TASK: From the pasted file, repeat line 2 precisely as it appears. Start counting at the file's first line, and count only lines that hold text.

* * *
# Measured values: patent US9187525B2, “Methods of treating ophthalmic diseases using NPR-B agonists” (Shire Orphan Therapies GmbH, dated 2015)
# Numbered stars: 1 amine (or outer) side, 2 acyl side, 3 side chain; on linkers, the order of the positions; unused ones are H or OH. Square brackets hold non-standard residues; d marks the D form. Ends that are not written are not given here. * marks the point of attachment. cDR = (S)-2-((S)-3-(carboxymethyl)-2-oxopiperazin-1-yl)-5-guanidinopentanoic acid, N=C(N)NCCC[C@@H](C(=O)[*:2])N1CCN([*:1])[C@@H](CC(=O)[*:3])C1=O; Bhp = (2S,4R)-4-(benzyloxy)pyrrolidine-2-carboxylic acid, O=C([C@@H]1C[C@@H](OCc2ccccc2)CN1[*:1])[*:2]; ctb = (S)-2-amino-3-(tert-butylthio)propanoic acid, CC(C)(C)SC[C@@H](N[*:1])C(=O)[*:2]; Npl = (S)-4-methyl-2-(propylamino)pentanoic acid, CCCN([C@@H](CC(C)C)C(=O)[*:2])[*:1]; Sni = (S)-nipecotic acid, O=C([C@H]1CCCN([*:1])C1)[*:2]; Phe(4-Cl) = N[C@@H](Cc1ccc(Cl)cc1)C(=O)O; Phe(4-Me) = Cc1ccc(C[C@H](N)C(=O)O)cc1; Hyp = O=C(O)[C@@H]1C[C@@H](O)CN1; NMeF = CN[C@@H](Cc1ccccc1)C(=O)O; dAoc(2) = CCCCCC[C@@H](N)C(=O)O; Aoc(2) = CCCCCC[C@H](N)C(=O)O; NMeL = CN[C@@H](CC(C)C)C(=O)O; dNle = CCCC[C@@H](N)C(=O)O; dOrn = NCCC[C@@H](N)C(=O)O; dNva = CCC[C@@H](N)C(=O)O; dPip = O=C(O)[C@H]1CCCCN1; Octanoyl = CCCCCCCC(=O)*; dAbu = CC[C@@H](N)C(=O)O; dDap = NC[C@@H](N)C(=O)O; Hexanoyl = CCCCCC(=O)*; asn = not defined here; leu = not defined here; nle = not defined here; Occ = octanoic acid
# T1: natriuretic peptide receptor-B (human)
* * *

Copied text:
# Numbered stars: 1 amine (or outer) side, 2 acyl side, 3 side chain; on linkers, the order of the positions; unused ones are H or OH. Square brackets hold non-standard residues; d marks the D form. Ends that are not written are not given here. * marks the point of attachment. cDR = (S)-2-((S)-3-(carboxymethyl)-2-oxopiperazin-1-yl)-5-guanidinopentanoic acid, N=C(N)NCCC[C@@H](C(=O)[*:2])N1CCN([*:1])[C@@H](CC(=O)[*:3])C1=O; Bhp = (2S,4R)-4-(benzyloxy)pyrrolidine-2-carboxylic acid, O=C([C@@H]1C[C@@H](OCc2ccccc2)CN1[*:1])[*:2]; ctb = (S)-2-amino-3-(tert-butylthio)propanoic acid, CC(C)(C)SC[C@@H](N[*:1])C(=O)[*:2]; Npl = (S)-4-methyl-2-(propylamino)pentanoic acid, CCCN([C@@H](CC(C)C)C(=O)[*:2])[*:1]; Sni = (S)-nipecotic acid, O=C([C@H]1CCCN([*:1])C1)[*:2]; Phe(4-Cl) = N[C@@H](Cc1ccc(Cl)cc1)C(=O)O; Phe(4-Me) = Cc1ccc(C[C@H](N)C(=O)O)cc1; Hyp = O=C(O)[C@@H]1C[C@@H](O)CN1; NMeF = CN[C@@H](Cc1ccccc1)C(=O)O; dAoc(2) = CCCCCC[C@@H](N)C(=O)O; Aoc(2) = CCCCCC[C@H](N)C(=O)O; NMeL = CN[C@@H](CC(C)C)C(=O)O; dNle = CCCC[C@@H](N)C(=O)O; dOrn = NCCC[C@@H](N)C(=O)O; dNva = CCC[C@@H](N)C(=O)O; dPip = O=C(O)[C@H]1CCCCN1; Octanoyl = CCCCCCCC(=O)*; dAbu = CC[C@@H](N)C(=O)O; dDap = NC[C@@H](N)C(=O)O; Hexanoyl = CCCCCC(=O)*; asn = not defined here; leu = not defined here; nle = not defined here; Occ = octanoic acid